FORT WORTH -- Broadway Baptist Church voted Sunday to publish a 125th anniversary directory without individual or family portraits after some members of the congregation opposed allowing gay couples' portraits to appear in the publication.The headline writer said "Neither side wins on gay couples in directory." Which rather presupposes a lot, in my opinion -- namely that there are in fact "two sides." And I wonder (actually, I don't wonder) why the Star-Telegram writer laid the blame for the decision on the theological conservatives, saying the decision was made "after some members of the congregation opposed allowing gay couples' portraits to appear in the publication" rather than "after some gay couples demanded to have their portraits appear in the publication."
In a compromise recommended by the church's board of deacons, the directory will show members in candid snapshots of small and large groups. The group pictures will identify people by name, and every effort will be made to include all of the church's members.
Church leaders said this approach provides the photographs needed by members to identify each other and follows church bylaws to treat all members equally. It also avoids making any statement regarding Scriptural interpretations regarding homosexuality.
There's a couple of other things I'm curious about.
First of all, what has these gay couples' self-presentation been? The Star-Telegram report reads as if the three pairs in question already had been attending the church openly and "as a couple." On the assumption that this is correct (I grant a secular media outlet is unreliable on the point), then I think the gay couples have a legitimate request. And Broadway Baptist made its own bed long ago.
If one has been attending a church under a certain public persona and holding yourself out in a certain way, I find it hard to see why this public persona doesn't belong in the yearbook. You can't really object to a photo, as one person in this Star-Telegram story does, on "having to explain it to the kids" grounds. Not if those children are already seeing a same-sex couple at Sunday services, presumably holding hands or other PDAs of the kind considered acceptable for married-or-dating couples. And how would the so-called compromise -- candid snapshots that attempt to cover everyone -- fix that. Are the children not supposed to realize that Adam and Steve were together at all the church picnic photos too? And even if the two are in a portrait-type situation, as the gays wanted, couldn't a parent just as convincingly say to a curious girl [boy] "it's like when you and your sister [brother] had your photo taken together."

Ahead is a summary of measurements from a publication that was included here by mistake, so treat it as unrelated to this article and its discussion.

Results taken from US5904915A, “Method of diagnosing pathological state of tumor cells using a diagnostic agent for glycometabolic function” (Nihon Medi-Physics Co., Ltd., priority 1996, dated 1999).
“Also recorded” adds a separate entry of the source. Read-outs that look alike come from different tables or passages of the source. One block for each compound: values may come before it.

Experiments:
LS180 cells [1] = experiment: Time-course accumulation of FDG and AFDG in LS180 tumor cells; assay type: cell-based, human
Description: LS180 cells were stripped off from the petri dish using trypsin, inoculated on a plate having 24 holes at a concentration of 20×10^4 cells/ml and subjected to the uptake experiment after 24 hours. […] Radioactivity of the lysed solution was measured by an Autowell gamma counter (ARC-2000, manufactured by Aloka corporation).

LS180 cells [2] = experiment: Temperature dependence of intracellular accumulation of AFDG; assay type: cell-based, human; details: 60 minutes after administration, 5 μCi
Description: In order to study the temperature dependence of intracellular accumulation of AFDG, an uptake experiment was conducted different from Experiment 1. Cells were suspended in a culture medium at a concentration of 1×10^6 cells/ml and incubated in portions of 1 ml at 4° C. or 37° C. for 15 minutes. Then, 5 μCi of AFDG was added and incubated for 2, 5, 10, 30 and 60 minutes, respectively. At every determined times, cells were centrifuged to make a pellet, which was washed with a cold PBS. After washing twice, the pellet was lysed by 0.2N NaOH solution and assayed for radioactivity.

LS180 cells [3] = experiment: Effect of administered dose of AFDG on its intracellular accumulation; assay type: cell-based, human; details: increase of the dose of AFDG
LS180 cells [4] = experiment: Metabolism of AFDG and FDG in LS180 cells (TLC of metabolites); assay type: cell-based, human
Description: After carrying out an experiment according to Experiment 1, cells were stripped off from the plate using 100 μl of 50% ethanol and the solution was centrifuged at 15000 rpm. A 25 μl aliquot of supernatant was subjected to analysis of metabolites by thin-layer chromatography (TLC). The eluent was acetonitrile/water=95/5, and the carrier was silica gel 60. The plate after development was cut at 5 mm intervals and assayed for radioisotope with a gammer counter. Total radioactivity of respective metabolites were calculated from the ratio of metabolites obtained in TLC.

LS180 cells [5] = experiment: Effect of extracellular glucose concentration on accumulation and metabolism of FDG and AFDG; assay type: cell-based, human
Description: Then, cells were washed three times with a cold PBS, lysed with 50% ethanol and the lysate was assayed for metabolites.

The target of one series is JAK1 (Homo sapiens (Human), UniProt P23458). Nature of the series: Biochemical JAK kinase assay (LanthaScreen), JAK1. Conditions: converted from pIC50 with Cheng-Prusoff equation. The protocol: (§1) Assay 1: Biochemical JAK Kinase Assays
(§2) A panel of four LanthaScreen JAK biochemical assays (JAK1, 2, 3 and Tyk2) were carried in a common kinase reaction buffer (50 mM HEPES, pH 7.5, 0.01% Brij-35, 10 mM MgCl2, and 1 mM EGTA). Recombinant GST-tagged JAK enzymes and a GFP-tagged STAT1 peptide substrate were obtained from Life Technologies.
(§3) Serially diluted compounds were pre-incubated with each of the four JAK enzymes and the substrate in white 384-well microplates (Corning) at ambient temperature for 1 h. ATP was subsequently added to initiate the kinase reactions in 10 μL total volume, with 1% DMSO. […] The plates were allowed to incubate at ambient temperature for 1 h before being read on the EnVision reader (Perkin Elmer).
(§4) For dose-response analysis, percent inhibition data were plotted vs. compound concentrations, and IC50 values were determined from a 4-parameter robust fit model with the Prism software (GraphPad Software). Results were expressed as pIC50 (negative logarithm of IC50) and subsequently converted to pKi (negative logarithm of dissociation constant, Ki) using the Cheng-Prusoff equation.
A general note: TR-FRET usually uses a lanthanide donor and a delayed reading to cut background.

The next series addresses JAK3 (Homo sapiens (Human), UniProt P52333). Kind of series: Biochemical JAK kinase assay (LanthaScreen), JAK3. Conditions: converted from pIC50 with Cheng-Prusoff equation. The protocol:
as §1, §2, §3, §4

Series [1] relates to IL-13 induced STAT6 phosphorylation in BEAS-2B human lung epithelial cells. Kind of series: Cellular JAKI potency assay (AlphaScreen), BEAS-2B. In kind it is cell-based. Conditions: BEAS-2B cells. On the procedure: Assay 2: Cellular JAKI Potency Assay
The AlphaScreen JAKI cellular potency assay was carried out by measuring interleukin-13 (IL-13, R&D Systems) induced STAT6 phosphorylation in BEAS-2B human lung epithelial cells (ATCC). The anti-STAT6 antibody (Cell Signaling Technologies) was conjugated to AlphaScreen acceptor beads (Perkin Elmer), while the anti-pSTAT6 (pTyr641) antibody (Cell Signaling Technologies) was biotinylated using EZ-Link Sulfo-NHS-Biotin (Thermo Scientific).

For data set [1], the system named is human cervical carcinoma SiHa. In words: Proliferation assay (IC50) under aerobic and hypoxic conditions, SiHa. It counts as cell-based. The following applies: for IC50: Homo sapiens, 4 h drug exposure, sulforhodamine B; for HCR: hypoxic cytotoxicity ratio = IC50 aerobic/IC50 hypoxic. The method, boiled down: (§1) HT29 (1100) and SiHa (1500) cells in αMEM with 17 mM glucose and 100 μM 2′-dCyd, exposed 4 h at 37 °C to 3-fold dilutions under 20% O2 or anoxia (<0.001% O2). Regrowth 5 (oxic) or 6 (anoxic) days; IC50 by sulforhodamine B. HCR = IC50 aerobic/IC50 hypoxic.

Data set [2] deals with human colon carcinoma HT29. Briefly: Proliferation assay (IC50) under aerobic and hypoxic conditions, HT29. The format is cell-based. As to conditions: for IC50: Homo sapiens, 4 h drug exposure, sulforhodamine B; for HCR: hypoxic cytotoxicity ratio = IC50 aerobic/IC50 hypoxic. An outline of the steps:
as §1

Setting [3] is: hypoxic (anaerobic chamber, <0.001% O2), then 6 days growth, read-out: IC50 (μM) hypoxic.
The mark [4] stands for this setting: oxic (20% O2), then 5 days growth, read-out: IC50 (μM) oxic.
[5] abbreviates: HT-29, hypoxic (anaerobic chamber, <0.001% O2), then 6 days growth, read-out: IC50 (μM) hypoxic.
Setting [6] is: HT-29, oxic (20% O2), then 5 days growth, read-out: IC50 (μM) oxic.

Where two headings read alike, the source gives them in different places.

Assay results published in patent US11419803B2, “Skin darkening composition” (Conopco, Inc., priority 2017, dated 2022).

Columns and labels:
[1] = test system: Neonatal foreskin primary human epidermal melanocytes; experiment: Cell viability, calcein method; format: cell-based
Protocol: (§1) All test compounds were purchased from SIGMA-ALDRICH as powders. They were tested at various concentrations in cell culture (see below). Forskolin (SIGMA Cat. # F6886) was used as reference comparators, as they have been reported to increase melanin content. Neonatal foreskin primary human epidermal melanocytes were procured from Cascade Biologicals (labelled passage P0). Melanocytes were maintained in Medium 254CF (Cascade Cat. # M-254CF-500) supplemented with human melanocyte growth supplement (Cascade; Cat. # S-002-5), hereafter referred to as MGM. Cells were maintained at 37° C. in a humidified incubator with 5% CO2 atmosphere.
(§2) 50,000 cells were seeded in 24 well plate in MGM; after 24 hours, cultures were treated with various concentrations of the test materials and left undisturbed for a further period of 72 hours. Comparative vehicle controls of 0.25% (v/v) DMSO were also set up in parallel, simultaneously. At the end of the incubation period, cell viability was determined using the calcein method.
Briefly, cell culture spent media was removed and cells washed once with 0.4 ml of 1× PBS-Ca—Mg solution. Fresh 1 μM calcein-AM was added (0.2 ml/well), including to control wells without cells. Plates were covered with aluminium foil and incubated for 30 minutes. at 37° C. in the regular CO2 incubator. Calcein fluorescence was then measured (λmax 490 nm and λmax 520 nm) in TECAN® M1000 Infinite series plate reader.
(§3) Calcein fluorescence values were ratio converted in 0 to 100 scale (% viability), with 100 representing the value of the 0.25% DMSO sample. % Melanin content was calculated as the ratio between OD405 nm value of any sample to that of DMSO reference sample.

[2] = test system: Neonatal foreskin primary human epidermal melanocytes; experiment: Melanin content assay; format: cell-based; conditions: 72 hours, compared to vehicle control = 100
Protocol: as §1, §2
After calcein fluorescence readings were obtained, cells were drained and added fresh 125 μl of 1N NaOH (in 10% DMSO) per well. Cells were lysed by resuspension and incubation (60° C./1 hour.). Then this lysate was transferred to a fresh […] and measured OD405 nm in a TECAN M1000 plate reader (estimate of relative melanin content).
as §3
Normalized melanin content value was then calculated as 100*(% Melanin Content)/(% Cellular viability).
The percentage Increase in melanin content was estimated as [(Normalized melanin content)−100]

As it happens, I know two same-sex-attracted men who live together and go to the same parish. They are ex-lovers but are now Catholics, sleeping in separate bedrooms and committed to chastity, which they have broken once in more than a decade. Never would they either commit a PDA that might scandalize others nor (and here's where I'm guessing) would they insist on being a couple in the parish directory. They are both in it as individuals.
But second, in what meaningful sense is this decision, whatever one thinks of it in the sense of "agree-disagree" or "good-bad," not a "statement about Scriptural interpretations regarding homosexuality," which the Star-Telegram report says it was crafted not to be. Even a decision not to say something says something -- namely that this congregation can't say anything about the morality of homosexuality and therefore this very public matter is one of religious liberty. Or, to use the formulation of St. Augustine, who knew a thing or two about sexual immorality, that homosexuality is one of those "dubiis" in which there should be "libertas." Which is of course a substantive teaching -- that homosexuality is one of those "doubtful things" and is not one of those "necessariis" that call for "unitas." Which does, of course, marginalize and exclude those who believe sexual conduct is a "necessary thing" that requires "unity."